Tuesday, January 29, 2008

Advantages of the young and privileged in the fashion industry

Perhaps you've heard of Kira Plastinina, the fifteen year old Russian fashion designer with the multi-millionaire father who recently debuted "her" designs at Rome Fashion Week. Paris Hilton was paid $2 million to sit front row at the show and wear her t-shirt. Notice the parentheses around the word her -- she doesn't actually design anything -- she has a team at work for her. Nonetheless, she visits her office after school everyday to approve designs and give suggestions.

Looking at the website, the Kira Plastinina line is ideal for young ladies who really like tulle, hot pink, and hearts. It's very cutesy and youthful, if not fresh and innovative. Some despise Kira for good reasons -- she's rich, privileged, and her daddy's the reason for her success. After all, what happened to the idea of the starving artist who achieves success as a brilliant genius after years of hard work? Then again, can you blame this girl for being born into a privileged life of the post-Soviet Union bourgeoisies? If you have the resources for this kind of endeavor, you might as well use it to fulfill your own career plans -- granted that you're working hard. Even though she admires Paris Hilton as a style icon (my, my, why), Kira doesn't party or sneak out at night like American celebutante, Cory Kennedy.

This girl doesn't have the ability yet to become a great fashion designer, but at least she's making a name for herself. Even though she has it easier than other fifteen year old aspiring designers, at least she's staying in school, making plans to attend design college, and working with her design team everyday. That, my lovelies, is just as commendable as any Cinderella story. Kira is someone I'd love to meet someday, as someone else who has always wanted to work in fashion and takes initiative to achieve that dream.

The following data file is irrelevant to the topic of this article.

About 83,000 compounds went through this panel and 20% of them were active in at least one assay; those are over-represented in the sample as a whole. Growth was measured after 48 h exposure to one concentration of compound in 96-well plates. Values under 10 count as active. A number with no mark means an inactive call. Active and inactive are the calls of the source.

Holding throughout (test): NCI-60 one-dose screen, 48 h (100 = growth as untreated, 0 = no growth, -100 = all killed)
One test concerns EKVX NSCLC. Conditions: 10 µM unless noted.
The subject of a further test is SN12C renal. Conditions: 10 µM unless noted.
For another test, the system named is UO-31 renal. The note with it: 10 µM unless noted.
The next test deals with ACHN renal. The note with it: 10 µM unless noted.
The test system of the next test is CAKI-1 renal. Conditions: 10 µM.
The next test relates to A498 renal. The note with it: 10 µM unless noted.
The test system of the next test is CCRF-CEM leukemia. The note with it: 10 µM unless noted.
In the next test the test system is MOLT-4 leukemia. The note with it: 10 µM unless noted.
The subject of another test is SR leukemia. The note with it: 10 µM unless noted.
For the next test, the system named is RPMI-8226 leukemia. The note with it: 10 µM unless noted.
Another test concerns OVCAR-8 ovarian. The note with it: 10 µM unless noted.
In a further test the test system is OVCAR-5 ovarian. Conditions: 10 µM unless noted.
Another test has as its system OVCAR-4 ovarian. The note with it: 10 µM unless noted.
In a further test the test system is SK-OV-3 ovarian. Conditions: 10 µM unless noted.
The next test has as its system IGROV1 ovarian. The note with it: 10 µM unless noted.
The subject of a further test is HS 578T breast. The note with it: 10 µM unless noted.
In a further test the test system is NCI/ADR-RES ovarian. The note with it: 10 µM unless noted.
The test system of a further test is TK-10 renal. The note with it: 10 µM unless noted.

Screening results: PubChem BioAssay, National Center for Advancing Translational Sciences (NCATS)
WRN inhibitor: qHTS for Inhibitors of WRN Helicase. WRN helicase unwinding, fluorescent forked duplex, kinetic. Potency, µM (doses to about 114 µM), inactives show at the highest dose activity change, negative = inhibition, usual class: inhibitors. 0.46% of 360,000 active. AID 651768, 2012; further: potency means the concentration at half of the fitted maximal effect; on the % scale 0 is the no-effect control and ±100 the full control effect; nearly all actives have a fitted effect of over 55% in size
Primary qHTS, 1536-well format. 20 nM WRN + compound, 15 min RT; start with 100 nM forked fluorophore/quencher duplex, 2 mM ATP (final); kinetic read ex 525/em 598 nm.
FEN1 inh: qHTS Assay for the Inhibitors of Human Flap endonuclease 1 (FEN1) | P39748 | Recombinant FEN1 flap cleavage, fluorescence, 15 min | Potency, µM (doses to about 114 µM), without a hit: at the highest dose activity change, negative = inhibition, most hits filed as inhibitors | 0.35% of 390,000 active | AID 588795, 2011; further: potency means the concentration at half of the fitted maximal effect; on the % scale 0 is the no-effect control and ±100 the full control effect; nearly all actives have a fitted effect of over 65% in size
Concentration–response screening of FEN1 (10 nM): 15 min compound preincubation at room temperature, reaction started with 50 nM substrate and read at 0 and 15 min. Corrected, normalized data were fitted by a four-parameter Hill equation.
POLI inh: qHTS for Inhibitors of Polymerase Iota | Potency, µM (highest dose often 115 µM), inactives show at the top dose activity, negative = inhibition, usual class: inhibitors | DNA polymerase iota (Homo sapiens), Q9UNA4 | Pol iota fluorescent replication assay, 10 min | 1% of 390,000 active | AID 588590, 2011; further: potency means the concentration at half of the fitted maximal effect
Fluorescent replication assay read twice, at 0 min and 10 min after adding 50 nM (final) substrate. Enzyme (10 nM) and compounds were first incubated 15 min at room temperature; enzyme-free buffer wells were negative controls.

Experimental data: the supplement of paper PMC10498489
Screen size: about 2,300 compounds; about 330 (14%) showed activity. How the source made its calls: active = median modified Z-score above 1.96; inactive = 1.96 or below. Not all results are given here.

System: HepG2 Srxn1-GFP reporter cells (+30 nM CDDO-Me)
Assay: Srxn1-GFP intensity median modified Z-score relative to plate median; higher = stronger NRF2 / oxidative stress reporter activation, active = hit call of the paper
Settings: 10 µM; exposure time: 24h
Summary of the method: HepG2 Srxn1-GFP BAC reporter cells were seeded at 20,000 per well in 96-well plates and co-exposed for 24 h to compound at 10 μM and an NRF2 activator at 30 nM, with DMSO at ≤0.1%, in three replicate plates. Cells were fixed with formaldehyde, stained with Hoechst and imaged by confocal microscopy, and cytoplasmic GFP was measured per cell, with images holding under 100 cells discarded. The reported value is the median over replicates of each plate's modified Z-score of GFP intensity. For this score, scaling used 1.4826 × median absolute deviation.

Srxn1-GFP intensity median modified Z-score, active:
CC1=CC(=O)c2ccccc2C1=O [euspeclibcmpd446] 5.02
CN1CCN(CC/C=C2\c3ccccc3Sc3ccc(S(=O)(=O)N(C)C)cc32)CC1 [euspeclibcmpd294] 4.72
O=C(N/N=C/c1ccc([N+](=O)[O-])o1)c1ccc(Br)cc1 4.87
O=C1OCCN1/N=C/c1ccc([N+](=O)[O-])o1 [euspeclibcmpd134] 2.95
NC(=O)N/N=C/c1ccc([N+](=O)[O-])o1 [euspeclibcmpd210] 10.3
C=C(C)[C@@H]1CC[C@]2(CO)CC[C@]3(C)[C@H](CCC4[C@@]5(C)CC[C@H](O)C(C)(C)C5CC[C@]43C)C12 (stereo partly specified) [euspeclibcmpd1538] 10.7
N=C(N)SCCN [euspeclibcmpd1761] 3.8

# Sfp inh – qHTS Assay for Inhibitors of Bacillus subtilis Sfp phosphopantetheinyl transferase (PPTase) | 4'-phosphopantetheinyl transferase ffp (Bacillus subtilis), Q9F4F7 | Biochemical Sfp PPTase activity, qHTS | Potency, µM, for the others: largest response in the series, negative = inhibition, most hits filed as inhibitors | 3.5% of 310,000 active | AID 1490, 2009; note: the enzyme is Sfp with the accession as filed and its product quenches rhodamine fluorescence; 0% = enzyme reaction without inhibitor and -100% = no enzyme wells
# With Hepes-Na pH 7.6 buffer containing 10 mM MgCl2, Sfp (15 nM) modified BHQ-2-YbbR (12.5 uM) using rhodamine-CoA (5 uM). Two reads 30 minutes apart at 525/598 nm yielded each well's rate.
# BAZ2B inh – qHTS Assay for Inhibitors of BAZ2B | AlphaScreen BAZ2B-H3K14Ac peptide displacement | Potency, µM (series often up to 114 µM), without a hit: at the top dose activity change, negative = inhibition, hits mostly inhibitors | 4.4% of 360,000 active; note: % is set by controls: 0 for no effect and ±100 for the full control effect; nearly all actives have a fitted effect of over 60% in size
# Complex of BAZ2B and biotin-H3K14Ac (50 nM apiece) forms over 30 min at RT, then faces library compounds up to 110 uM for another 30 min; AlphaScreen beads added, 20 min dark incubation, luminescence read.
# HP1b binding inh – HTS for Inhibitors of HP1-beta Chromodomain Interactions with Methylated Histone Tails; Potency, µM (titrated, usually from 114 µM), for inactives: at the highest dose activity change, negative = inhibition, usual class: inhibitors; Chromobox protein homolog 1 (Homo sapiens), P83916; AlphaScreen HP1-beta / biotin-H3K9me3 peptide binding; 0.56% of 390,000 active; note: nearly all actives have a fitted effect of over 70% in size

It's probably very true that the young and privileged may have a better chance to enter the fashion industry. Fashion assistants don't even make enough to cover a year of my prep school tuition -- and yes, I do admit that I am privileged and very lucky to be where I am. While I am interning in the fashion department for Seventeen Magazine this summer, I do not have to worry about housing or living expenses because my parents will pay for it. However, I will be keeping a record book of all my expenditures -- I refuse to max out my credit card. I never have to complain about not getting new Taryn Rose pumps or buying a new See by Chloé dress -- within reason, of course. I can write and learn about fashion as much as I'd like without ever having to worry about getting a paid job -- but I do have a job, in fact. I'm saving money to pay for my first month's rent out of college. I have never been denied of anything because of money issues, and I do recognize that I am blessed with privileges and opportunities in life that 99% of the world's teenagers would only fantasize about.

Still, I've come to realize that there is nothing with being young and privileged and wanting to work in the fashion industry. I will never have to worry about money even though I refuse to rely on my parents when I become an adult -- and hopefully neither will Kira and other privileged teen aspiring fashionistas around the globe, but we must learn to make the most of what we have.

If we have a lot to begin with, we have a lot of expectations to live up to in the future. An article I once read in New York Magazine said that the number one dream for privileged teenagers was that they would rightfully earn success themselves. Just don't forget the important values in life while you're at it: family, friends, faith (if you're religious), hope, and love.

Miss Couturable
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